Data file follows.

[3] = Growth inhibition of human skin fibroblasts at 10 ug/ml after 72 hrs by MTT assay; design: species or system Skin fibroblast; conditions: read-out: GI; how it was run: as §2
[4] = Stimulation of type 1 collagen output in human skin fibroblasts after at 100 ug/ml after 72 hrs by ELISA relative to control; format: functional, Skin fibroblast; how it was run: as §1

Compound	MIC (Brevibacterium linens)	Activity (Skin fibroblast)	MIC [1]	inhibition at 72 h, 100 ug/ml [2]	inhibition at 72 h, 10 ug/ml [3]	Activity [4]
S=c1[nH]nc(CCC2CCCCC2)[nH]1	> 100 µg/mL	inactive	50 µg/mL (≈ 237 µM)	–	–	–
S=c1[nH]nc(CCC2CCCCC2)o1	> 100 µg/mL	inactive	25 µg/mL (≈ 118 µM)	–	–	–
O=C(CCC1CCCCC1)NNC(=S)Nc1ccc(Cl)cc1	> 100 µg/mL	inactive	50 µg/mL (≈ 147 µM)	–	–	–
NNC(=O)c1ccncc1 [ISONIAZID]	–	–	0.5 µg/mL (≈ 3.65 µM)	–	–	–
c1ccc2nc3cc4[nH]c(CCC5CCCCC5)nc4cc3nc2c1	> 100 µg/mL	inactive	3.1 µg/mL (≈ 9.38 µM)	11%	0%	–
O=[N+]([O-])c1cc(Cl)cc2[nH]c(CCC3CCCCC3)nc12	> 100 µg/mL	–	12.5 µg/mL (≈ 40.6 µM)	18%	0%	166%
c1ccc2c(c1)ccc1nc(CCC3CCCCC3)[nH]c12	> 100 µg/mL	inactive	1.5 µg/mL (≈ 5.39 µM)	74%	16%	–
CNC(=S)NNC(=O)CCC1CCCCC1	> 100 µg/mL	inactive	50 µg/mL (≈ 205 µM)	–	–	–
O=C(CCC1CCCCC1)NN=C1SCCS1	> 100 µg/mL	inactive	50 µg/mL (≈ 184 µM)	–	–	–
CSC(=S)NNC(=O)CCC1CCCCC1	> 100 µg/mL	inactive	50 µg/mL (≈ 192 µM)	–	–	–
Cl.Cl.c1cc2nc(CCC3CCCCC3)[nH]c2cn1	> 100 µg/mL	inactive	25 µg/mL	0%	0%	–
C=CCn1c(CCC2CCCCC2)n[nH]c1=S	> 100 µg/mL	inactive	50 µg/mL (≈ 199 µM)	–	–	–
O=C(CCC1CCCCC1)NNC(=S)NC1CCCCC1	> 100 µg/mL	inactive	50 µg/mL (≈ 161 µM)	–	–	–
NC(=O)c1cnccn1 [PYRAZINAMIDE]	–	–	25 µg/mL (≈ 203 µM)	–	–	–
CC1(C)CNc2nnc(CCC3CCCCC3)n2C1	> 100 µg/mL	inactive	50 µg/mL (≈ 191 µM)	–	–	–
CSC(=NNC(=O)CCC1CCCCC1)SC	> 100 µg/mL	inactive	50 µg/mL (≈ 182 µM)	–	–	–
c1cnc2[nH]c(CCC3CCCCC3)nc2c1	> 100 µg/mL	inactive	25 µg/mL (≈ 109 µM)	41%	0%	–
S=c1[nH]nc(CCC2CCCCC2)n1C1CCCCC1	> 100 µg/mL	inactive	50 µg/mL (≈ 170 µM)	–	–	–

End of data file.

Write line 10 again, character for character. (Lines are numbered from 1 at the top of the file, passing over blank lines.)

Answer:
c1ccc2c(c1)ccc1nc(CCC3CCCCC3)[nH]c12	> 100 µg/mL	inactive	1.5 µg/mL (≈ 5.39 µM)	74%	16%	–